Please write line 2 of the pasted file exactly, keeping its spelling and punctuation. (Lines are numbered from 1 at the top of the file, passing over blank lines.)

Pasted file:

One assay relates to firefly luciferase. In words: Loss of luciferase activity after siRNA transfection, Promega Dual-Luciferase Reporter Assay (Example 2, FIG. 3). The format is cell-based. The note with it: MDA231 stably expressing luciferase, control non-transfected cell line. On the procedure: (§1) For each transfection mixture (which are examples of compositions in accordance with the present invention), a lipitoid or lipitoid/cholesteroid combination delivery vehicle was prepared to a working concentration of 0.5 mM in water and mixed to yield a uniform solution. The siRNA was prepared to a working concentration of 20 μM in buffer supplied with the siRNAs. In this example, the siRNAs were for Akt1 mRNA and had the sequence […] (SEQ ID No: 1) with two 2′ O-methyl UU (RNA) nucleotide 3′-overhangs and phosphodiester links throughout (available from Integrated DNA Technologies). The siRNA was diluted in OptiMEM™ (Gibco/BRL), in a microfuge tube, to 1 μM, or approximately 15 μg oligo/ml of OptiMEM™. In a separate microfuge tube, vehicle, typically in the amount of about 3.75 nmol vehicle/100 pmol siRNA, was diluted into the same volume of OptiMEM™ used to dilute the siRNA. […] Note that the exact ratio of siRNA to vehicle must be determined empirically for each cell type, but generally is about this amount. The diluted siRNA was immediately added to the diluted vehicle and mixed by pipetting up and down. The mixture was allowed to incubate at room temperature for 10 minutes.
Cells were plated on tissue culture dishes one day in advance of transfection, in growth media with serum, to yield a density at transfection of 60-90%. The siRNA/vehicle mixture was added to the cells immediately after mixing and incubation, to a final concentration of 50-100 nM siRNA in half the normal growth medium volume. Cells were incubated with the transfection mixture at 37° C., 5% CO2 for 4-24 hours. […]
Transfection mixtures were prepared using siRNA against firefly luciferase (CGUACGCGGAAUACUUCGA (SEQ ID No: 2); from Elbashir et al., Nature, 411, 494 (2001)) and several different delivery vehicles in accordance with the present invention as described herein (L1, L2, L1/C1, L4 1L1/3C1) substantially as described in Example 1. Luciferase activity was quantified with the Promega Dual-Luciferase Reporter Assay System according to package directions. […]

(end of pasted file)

Cells were plated on tissue culture dishes one day in advance of transfection, in growth media with serum, to yield a density at transfection of 60-90%. The siRNA/vehicle mixture was added to the cells immediately after mixing and incubation, to a final concentration of 50-100 nM siRNA in half the normal growth medium volume. Cells were incubated with the transfection mixture at 37° C., 5% CO2 for 4-24 hours. […]